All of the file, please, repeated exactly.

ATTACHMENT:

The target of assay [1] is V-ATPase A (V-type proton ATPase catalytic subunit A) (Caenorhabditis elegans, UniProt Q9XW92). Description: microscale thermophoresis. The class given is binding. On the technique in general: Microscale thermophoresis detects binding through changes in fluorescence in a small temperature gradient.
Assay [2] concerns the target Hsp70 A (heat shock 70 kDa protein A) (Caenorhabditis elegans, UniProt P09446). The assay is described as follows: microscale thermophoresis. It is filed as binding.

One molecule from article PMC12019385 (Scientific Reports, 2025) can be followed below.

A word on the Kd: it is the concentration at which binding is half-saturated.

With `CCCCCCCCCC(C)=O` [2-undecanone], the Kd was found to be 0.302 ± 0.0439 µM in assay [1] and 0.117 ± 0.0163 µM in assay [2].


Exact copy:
The target of assay [1] is V-ATPase A (V-type proton ATPase catalytic subunit A) (Caenorhabditis elegans, UniProt Q9XW92). Description: microscale thermophoresis. The class given is binding. On the technique in general: Microscale thermophoresis detects binding through changes in fluorescence in a small temperature gradient.
Assay [2] concerns the target Hsp70 A (heat shock 70 kDa protein A) (Caenorhabditis elegans, UniProt P09446). The assay is described as follows: microscale thermophoresis. It is filed as binding.

One molecule from article PMC12019385 (Scientific Reports, 2025) can be followed below.

A word on the Kd: it is the concentration at which binding is half-saturated.

With `CCCCCCCCCC(C)=O` [2-undecanone], the Kd was found to be 0.302 ± 0.0439 µM in assay [1] and 0.117 ± 0.0163 µM in assay [2].